Earlier tonight, I asked on Twitter how everyone who writes about baseball got started. The diversity of the responses was amazing. Some had been fans their entire lives, but hadn’t picked up writing about baseball until recently, whether through a career change or just a whim — content, until not long ago, to watch and love. Some, like myself, were very new to baseball (Ashley had just a month of watching the Giants under her belt, which is pretty brave!).
What was most interesting, though, is that nearly everyone cited having wanted to learn about some aspect of the game — how it works, why things happen, how to become more well-versed in sabermetrics. This is the key for me. I think it’s often assumed that when you write about something, especially regularly, you know more than the average person and are simply dispensing your knowledge to the masses. But maybe it’s a little different — while writers certainly have a more knowledge about the game than most, maybe those who choose to write are also those who are just curious about everything, and writing regularly provides an outlet for that curiosity.
It’s an encouraging idea. It isn’t any less difficult to keep up: there are still 30 teams with 162 games a year, and there are countless things that will fall by the wayside. But the idea that so many use writing as a way to understand is comforting. The knowledge gap may be huge, but the discussions and Twitter threads and communities that arise from trying to bridge it are truly great. In a way, I’m grateful that I jumped into this not knowing very much; when you have great people learning alongside you, it’s hard not to feel buoyed up.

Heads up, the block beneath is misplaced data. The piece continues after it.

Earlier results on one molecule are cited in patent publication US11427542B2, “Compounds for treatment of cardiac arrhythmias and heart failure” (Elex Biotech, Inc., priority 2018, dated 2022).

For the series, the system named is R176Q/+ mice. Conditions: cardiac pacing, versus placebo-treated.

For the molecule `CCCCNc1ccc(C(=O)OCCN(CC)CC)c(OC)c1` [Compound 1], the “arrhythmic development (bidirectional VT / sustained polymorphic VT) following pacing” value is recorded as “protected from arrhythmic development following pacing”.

Tonight is Matt Cain’s first start since his perfect game against the Houston Astros at home. Five days since this, among the nastiest of pitching lines: 9IP, 0H, 0R, 0BB, 14K. Cain threw 125 pitches, 86 for strikes. Six grounders, seven fly balls, 14 swinging strikes. What a night.
Grant Brisbee’s recap of fifty great things about Matt Cain’s perfect game is great, start to finish. Full of joy, as a post after a perfect game should be. These things stuck out for me in particular - not having been a Giants fan, not knowing much history at all, coming into the game in the seventh inning:
2. Gregor Blanco’s catch. Of course. It wouldn’t be a perfect game without a crazy, mind-erasing catch. You’ll watch that one for the next 50 years.
7. Of course Matt Cain gets the most run support in the history of perfect games. You think you’re hilarious, universe. And the worst part is, you’re right a lot of the time.
16. Thinking about how there was a passage in Moneyball that laughed at the teams drafting high-school pitchers in the first round of the 2002 draft.
28. The idea that Gregor Blanco was a minor-league free agent looking for an organization this winter, and now he’s an inextricable part of Giants lore.
That last one: well, you know. It’s hard not to be romantic.
I heard the Blanco catch on the radio. Near the end of the sixth inning, around midnight my time, I went to bed. Like a chump. “Matt Cain is perfect through six, but whatever, I have to sleep.”
I’m not entirely sure why I thought that. Maybe it was that so many “perfect through six” alerts ended with “two-out single in seventh”. Maybe I was tired enough not to think about it being MATT CAIN. He’d already made headlines with that gem of a night against Cliff Lee, pitching nine shutout innings to an eventual 1-0 win in extras.